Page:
The necessity of an explanatory act, to obviate these difficulties, was respectfully suggested. The subject received the attention of both Houses of Congress, but no final action was had upon it. The question remaining unsettled, creates much embarrassment in this department.

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That the widow of a captain who for years has commanded on foreign stations, but has returned to his country, and is not on duty at the time of his death, shall receive but little more than half the pension she would be entitled to had her husband died a few weeks or days sooner, is evidently unjust. Nor is it just that the widows of captains who died of wounds received in battle or otherwise in the late war, should receive pensions of but a little more than half what might be awarded to the widows of captains dying since the 3d of March, 1835.

The rank of the officer, it is respectfully suggested, should regulate the amount of pension to the widow, rather than the accidental circumstance of service at the time of his death.

In my last annual report, I stated that previously to the passing of the act of the 30th June, 1834, for the better organization of the United States marine corps, double rations had been allowed to the commandant of the corps, and to the officers of the same, commanding at the navy yards at Portsmouth, Boston, New York, Philadelphia, Washington, Norfolk, and Pensacola; and to the senior marine officers in the squadrons in the Mediterranean, the West Indies, the Brazilian coast, and the Pacific ocean, all receiving the sanction of Congress by their appropriations. By this act, the officers of the marine corps are to receive the same pay, emoluments, and allowances as are given to officers of similar grades in the infantry of the army.

The act of the 16th of March, 1802, fixing the military peace establishment of the United States, authorizes allowances to the commanding officers of each separate post, of such additional number of rations as the President of the United States shall from time to time direct.

These provisions of this last act were continued by an act of the 3d of March, 1815, fixing the military peace establishment.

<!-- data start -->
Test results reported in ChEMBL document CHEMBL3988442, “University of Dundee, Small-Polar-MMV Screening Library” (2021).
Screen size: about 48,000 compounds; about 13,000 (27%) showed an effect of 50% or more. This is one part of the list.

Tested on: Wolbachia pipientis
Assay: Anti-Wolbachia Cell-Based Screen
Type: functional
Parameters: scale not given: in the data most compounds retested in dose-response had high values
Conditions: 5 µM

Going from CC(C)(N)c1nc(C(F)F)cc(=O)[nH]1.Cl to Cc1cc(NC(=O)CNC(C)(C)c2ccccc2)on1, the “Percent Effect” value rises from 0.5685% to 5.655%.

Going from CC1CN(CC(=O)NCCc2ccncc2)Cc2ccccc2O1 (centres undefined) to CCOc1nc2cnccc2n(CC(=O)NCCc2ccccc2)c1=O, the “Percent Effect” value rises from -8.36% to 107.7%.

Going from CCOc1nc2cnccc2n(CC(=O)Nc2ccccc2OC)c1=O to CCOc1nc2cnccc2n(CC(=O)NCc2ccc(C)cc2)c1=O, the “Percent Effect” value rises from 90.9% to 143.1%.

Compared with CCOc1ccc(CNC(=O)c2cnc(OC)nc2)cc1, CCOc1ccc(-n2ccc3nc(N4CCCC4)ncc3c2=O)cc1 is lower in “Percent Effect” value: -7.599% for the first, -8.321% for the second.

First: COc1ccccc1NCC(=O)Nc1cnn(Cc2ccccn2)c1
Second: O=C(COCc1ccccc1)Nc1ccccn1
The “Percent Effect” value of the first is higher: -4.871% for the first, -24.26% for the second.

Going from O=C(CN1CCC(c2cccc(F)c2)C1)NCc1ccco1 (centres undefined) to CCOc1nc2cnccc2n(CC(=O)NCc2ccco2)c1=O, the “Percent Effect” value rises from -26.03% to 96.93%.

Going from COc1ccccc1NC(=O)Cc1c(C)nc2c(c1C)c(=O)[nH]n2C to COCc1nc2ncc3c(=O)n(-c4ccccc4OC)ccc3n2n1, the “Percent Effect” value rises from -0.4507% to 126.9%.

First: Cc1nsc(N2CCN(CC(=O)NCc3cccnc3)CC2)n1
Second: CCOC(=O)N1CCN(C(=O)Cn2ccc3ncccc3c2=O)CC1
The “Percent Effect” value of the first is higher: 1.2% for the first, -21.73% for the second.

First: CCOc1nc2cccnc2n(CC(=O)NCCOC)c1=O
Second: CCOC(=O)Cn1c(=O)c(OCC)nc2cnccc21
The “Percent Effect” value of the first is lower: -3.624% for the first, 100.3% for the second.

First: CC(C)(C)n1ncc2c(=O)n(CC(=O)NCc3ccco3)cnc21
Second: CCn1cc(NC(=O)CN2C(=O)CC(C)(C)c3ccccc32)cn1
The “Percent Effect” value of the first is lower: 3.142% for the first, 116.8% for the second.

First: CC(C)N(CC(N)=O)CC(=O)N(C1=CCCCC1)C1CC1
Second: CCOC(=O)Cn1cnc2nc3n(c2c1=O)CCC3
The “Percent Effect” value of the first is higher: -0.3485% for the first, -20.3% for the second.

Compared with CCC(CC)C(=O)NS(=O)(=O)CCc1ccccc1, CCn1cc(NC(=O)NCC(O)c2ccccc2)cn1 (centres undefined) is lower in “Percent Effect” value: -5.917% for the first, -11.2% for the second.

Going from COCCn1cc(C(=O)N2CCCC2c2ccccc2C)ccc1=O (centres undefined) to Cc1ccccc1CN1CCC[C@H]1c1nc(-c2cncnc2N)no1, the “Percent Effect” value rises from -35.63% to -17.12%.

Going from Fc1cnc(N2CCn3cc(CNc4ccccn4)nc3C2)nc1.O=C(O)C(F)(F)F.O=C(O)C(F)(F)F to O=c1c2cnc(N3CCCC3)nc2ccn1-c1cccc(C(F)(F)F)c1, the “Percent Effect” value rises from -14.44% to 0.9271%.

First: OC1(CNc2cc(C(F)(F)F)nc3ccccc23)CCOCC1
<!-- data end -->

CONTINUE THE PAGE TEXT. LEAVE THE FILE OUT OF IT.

The paymaster of the marine corps made payments for double rations to officers heretofore receiving the same, from the 1st of July to the 30th of September, 1834; but the accounting officers of the Treasury did not think proper to allow the same, inasmuch as the commands of these officers had never been designated as separate stations, agreeably to the rule prescribed for the army.

This is a case of difficulty, which, it is respectfully suggested, requires legislative interposition. This subject received the favorable consideration, but not final action, of Congress at their last session. It is confidently hoped that the claims of this corps will receive the early attention which their necessities require, and to which they arc entitled by their merits—merits which are much strengthened by their patriotic conduct, in volunteering their services in a campaign against the Creek Indians, in which they have distinguished themselves by their zeal and perseverance in the duties assigned to them. As, however, they have been attached to the army, while on this campaign, their merits will more appropriately receive the notice of the War, than of the Navy Department.

In obedience to the resolution of the House of Representatives of the 3d of March last, requiring a course of experiments to be instituted, for the purpose of ascertaining the efficiency, and testing the safety, of the medium or light guns of the navy, and of comparing their effects with the guns for which they were proposed to be substituted, a board of commissioners has been appointed, consisting of Commodore Charles Morris, Commo-

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dore Daniel T. Patterson, Commodore Thomas ap Catesby Jones, Captain William B. Shubrick, and Captain Lawrence Kearney, to make the course of experiments required. Several officers have been detailed to co-operate with them, and very extensive preparations have been made near Old Point Comfort, to have the experiments made in the most complete and satisfactory manner. As soon as the proper experiments can be made, the results will be reported to the House of Representatives.

By your directions, given under a resolution of the Senate of the United States of the 24th of May last, that the Executive be requested to cause to be made the necessary examinations and surveys of the several harbors south of the mouth of the Chesapeake bay, and a report of the comparative facilities and advantages of the same for the establishment of a navy yard, a board has been constituted, consisting of Commodore M. T. Woolsey, Captain Alex. Claxton, and Master Commandant E. R. Shubrick, who were sent out in the brig Porpoise, under the command of Lieutenant William Ramsay, to make the required examinations and surveys. After having made those examinations and surveys, the commissioners have returned to New York. Their report will, soon as received, be communicated, as required by the resolution.

By your directions, also, a board has been constituted, consisting of Commodore Charles Stewart, Commodore Alex. J. Dallas, and Captain W. C. Bolton, aided by a competent engineer, to examine the navy yard at Pensacola, and to prepare plans for the improvement of the same. These commissioners have completed their examinations and plans, the result of which will be submitted to you in a separate report for your consideration and approval.